Use a monitor from an old laptop as a second for my desktop?

Discussion in 'Dell' started by zach-564, Aug 10, 2007.

  1. zach-564

    zach-564 Guest

    I have a laptop that is pretty old, and has been dropped a few times.
    Some of the case has been broken off and its is pretty scratched up.
    Back to the point, Is there a way I could take off, or even leave the
    monitor on, but have it display things form my desktop pc? I can't
    really use any networking, or programs to use it, as the laptop is
    pretty old and what not. I'm also not looking to spend much money at
    all on this, I just didn't want the whole thing to go to waste. If
    you know of a way to do this, or have some links or anything, please
    tell me. Thanks.
    zach-564, Aug 10, 2007
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  2. zach-564

    wm_walsh Guest

    The short (and easy) answer is "no".

    Laptop displays are digitally driven and everyone has a different
    approach to hooking them up and sending the signals to put a picture
    on the screen. By comparison, most desktop computers still use analog
    signals to drive an attached display.

    If (big if) your desktop computer has a digital display output option
    (such as DVI) and you can figure out the pinout of the laptop display
    panel, you might be able to get it working. You'll also need a power
    supply for the backlight tube. You'll need to get a data sheet for the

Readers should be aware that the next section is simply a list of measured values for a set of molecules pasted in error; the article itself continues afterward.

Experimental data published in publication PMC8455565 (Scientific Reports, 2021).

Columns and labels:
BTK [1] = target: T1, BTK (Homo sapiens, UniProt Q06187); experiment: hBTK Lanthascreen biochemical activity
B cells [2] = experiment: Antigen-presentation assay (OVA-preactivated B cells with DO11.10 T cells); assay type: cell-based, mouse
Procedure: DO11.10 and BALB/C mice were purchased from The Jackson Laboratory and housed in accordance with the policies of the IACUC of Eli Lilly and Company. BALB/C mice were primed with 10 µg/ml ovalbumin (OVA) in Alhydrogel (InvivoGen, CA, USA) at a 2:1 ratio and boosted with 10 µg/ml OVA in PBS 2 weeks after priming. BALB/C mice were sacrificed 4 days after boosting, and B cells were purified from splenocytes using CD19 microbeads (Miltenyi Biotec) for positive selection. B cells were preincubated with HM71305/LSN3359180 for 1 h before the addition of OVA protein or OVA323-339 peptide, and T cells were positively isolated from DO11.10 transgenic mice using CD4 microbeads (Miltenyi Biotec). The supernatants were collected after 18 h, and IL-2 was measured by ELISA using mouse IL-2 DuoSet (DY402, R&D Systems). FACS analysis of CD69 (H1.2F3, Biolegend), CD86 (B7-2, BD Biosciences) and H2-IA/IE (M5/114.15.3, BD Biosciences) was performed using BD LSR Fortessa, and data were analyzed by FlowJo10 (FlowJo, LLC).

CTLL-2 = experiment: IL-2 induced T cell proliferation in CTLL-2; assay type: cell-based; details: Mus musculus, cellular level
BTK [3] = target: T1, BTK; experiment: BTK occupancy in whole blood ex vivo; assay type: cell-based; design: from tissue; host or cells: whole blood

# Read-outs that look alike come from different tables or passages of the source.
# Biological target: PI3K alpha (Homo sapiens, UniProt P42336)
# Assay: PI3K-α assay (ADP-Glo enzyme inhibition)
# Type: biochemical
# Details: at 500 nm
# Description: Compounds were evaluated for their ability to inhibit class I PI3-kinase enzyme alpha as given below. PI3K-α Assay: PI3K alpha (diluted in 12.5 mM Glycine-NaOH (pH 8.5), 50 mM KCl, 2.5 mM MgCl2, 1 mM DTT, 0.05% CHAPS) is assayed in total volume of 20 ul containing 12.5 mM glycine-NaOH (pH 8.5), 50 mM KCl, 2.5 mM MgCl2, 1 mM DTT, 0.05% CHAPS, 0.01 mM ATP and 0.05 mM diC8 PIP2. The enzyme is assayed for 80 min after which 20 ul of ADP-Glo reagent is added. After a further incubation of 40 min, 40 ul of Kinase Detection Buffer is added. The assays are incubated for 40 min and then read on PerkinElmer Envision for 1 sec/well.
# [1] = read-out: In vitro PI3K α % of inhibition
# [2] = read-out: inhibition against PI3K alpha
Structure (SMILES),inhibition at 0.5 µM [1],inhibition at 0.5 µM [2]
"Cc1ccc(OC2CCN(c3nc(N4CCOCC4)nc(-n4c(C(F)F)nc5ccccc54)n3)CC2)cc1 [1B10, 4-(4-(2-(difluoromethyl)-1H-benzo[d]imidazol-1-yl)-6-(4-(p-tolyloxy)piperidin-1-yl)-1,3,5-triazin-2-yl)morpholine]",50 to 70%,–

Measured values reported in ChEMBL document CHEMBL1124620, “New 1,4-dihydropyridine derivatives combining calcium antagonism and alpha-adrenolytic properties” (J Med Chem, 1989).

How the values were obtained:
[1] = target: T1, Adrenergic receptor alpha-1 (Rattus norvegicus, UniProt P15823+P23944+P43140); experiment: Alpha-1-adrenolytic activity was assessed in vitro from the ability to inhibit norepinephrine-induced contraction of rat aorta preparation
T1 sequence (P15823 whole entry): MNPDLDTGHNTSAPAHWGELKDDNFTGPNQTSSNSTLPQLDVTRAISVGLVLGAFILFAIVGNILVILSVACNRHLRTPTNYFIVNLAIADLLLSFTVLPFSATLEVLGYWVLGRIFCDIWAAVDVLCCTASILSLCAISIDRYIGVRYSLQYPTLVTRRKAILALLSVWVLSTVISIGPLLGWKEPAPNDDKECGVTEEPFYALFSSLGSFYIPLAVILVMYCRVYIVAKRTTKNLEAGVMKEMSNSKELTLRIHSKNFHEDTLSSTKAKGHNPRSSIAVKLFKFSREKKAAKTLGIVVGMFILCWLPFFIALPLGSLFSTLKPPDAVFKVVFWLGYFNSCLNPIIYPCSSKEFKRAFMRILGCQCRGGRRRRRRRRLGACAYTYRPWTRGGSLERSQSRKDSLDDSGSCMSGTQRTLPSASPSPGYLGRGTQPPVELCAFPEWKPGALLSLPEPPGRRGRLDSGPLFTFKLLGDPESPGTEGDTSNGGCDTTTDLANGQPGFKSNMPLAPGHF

display panel, have some test equipment to help you reverse engineer
    things, and some luck won't hurt.

    If the laptop's major functional components and internals work
    properly, you might try selling it on eBay for parts or repair. It
    might bring more than you'd think, and that money could go to buying a
    nice flat panel display that will work with your computer.

    wm_walsh, Aug 10, 2007
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  3. zach-564

    robertharvey Guest

    It has been done, usually by clever people writing in German for
    Elektor magazine. The interface to flat panel screens is relatively
    standardised, and with the aid of some line driver/receiver chips and
    a custom cable it should be possible to connect to DVI if not VGA.

    By the time you have sourced the parts, worked out how to do it,
    fabricated a stand, sorted out the power supply it starts to look less
    like a money saving exercise and more like an engineering challenge.

    When prices are as low as this:
    and with second hand flat screens going for as little as 30quid at
    computer fairs, it hardly seems worth it.
    robertharvey, Aug 11, 2007
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